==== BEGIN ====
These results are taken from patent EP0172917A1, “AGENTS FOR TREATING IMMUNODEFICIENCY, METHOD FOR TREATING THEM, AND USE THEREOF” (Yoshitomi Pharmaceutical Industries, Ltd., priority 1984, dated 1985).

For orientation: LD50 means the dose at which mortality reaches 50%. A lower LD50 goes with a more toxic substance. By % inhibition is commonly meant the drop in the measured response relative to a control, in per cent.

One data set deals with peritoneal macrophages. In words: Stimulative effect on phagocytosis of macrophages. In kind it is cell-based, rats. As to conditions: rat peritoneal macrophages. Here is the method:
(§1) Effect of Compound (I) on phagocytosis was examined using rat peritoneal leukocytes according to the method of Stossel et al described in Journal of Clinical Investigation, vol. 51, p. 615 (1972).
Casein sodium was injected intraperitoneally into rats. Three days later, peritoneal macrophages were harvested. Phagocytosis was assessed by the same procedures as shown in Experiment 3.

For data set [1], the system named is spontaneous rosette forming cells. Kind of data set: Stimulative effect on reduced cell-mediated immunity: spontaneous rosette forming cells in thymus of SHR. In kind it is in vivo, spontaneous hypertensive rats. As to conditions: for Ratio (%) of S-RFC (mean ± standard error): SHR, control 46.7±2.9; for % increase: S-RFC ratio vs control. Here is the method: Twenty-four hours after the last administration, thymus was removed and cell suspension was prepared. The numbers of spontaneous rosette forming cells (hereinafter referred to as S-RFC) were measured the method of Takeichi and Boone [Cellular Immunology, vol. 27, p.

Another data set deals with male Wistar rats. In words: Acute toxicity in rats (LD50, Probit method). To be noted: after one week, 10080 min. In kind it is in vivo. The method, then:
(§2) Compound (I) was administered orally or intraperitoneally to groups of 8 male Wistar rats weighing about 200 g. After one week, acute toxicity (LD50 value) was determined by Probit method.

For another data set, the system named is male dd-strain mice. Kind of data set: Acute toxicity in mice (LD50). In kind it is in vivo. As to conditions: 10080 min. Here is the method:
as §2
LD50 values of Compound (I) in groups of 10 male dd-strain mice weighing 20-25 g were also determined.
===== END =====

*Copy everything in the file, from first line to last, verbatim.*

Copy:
These results are taken from patent EP0172917A1, “AGENTS FOR TREATING IMMUNODEFICIENCY, METHOD FOR TREATING THEM, AND USE THEREOF” (Yoshitomi Pharmaceutical Industries, Ltd., priority 1984, dated 1985).

For orientation: LD50 means the dose at which mortality reaches 50%. A lower LD50 goes with a more toxic substance. By % inhibition is commonly meant the drop in the measured response relative to a control, in per cent.

One data set deals with peritoneal macrophages. In words: Stimulative effect on phagocytosis of macrophages. In kind it is cell-based, rats. As to conditions: rat peritoneal macrophages. Here is the method:
(§1) Effect of Compound (I) on phagocytosis was examined using rat peritoneal leukocytes according to the method of Stossel et al described in Journal of Clinical Investigation, vol. 51, p. 615 (1972).
Casein sodium was injected intraperitoneally into rats. Three days later, peritoneal macrophages were harvested. Phagocytosis was assessed by the same procedures as shown in Experiment 3.

For data set [1], the system named is spontaneous rosette forming cells. Kind of data set: Stimulative effect on reduced cell-mediated immunity: spontaneous rosette forming cells in thymus of SHR. In kind it is in vivo, spontaneous hypertensive rats. As to conditions: for Ratio (%) of S-RFC (mean ± standard error): SHR, control 46.7±2.9; for % increase: S-RFC ratio vs control. Here is the method: Twenty-four hours after the last administration, thymus was removed and cell suspension was prepared. The numbers of spontaneous rosette forming cells (hereinafter referred to as S-RFC) were measured the method of Takeichi and Boone [Cellular Immunology, vol. 27, p.

Another data set deals with male Wistar rats. In words: Acute toxicity in rats (LD50, Probit method). To be noted: after one week, 10080 min. In kind it is in vivo. The method, then:
(§2) Compound (I) was administered orally or intraperitoneally to groups of 8 male Wistar rats weighing about 200 g. After one week, acute toxicity (LD50 value) was determined by Probit method.

For another data set, the system named is male dd-strain mice. Kind of data set: Acute toxicity in mice (LD50). In kind it is in vivo. As to conditions: 10080 min. Here is the method:
as §2
LD50 values of Compound (I) in groups of 10 male dd-strain mice weighing 20-25 g were also determined.